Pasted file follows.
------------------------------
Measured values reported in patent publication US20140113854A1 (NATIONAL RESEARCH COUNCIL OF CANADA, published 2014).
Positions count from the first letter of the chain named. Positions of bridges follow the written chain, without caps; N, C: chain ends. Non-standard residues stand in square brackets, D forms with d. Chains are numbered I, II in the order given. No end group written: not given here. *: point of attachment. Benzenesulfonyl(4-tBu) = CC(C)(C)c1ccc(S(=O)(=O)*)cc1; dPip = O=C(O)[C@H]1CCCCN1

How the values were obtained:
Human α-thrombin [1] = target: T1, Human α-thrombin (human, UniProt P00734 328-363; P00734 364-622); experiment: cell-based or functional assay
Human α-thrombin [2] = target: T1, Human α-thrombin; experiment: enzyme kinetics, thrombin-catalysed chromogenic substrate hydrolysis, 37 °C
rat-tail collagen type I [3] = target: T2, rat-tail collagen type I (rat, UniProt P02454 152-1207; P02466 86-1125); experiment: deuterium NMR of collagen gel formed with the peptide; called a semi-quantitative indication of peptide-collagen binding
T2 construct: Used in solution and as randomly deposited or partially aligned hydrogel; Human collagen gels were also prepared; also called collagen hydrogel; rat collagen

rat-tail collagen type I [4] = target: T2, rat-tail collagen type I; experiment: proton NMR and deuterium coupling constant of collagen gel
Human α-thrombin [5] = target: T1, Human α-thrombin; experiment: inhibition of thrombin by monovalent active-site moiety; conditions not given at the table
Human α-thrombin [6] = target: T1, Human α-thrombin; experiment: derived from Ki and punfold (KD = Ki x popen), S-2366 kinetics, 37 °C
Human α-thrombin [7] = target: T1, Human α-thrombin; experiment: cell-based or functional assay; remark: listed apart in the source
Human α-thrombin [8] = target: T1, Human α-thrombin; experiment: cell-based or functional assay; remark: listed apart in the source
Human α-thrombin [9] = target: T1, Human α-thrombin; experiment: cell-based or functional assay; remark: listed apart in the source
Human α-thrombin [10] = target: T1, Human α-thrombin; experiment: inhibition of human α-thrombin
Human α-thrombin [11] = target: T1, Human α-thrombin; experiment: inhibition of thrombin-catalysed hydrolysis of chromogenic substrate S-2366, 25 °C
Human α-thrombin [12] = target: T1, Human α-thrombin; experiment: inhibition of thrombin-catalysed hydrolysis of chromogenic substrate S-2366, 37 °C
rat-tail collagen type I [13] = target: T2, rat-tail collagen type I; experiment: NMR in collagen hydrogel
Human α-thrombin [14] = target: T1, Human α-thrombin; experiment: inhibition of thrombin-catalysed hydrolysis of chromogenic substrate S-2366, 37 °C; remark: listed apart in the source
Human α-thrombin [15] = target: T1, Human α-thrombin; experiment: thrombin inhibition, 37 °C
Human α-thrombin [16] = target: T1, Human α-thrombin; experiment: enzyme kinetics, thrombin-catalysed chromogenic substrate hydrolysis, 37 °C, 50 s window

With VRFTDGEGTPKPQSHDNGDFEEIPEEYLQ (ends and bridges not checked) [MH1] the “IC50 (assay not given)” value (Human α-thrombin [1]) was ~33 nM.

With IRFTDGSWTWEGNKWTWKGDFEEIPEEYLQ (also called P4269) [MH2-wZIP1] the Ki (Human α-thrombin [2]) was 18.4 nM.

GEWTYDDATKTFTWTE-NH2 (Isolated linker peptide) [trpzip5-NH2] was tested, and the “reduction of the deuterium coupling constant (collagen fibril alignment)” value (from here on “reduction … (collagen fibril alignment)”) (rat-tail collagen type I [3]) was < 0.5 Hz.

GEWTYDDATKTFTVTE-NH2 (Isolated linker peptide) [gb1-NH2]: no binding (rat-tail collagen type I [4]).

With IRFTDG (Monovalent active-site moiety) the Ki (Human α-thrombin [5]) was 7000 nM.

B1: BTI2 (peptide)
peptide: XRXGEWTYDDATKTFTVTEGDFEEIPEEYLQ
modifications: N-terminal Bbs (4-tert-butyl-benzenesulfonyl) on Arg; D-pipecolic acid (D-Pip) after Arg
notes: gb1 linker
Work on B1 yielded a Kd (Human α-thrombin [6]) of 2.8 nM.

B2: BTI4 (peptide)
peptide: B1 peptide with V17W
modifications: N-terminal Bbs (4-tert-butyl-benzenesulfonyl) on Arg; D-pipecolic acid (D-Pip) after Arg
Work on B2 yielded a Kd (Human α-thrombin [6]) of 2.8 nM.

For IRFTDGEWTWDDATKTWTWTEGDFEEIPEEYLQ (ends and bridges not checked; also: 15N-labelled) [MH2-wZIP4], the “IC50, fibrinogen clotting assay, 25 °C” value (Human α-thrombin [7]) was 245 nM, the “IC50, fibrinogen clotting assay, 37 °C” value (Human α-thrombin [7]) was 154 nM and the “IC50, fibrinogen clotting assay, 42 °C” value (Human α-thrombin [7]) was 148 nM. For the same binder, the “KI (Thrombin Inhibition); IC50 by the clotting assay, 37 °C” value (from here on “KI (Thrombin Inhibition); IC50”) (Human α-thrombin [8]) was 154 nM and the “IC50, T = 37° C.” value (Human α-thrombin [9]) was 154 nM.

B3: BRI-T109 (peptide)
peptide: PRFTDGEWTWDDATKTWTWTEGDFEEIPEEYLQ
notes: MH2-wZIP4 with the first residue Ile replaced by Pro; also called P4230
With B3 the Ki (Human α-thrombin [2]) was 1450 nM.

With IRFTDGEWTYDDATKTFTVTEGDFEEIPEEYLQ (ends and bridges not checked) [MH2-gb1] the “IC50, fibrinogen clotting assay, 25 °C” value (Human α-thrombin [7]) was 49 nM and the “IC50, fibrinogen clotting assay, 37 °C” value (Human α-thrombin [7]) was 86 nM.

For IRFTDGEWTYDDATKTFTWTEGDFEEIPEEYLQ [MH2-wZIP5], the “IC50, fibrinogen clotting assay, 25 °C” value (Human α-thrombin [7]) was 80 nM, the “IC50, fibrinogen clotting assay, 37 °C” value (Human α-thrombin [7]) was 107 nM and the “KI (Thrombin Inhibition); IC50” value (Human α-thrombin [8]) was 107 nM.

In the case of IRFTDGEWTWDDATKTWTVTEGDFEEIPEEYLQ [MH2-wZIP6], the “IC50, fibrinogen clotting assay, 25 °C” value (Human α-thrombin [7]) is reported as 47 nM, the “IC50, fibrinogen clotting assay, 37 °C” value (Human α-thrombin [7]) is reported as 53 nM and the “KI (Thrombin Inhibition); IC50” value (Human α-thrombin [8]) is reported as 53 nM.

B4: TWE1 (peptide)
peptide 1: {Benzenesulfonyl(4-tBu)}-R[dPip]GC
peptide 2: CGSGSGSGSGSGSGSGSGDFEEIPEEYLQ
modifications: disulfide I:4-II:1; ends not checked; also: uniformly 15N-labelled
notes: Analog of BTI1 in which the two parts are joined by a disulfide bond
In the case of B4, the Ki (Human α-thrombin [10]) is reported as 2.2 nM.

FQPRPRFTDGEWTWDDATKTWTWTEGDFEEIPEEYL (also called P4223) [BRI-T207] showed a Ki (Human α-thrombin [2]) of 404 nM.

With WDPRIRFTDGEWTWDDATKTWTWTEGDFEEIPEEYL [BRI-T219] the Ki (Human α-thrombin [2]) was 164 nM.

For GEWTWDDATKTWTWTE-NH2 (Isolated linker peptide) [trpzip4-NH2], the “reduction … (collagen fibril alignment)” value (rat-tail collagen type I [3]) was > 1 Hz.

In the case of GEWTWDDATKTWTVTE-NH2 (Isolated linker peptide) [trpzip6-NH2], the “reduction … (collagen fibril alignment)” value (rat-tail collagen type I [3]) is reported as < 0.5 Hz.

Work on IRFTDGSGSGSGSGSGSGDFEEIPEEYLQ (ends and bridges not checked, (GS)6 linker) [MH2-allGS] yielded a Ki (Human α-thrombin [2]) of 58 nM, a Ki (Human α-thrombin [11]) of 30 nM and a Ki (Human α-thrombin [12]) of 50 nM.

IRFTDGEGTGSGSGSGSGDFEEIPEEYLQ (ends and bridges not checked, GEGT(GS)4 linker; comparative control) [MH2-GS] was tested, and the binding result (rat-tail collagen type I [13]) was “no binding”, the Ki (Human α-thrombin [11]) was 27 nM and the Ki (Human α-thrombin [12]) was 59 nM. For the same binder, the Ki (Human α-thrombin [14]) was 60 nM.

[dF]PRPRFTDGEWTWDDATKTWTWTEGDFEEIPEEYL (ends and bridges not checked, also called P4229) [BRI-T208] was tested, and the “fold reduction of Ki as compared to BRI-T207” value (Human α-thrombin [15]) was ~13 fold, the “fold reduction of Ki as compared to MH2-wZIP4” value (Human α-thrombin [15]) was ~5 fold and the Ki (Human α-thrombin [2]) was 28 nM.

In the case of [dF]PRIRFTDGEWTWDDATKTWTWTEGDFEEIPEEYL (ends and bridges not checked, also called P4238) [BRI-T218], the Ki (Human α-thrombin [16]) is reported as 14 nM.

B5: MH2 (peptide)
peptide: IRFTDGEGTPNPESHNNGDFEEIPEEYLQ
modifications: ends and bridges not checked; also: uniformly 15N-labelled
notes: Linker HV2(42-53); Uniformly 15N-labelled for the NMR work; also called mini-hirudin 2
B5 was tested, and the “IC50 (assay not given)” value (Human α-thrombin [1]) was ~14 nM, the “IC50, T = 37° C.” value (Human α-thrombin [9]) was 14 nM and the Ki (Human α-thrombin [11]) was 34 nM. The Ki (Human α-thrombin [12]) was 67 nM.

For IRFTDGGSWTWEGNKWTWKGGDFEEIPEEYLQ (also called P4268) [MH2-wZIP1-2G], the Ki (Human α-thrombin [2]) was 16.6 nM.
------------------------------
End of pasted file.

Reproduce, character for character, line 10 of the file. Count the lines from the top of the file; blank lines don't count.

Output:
Human α-thrombin [6] = target: T1, Human α-thrombin; experiment: derived from Ki and punfold (KD = Ki x popen), S-2366 kinetics, 37 °C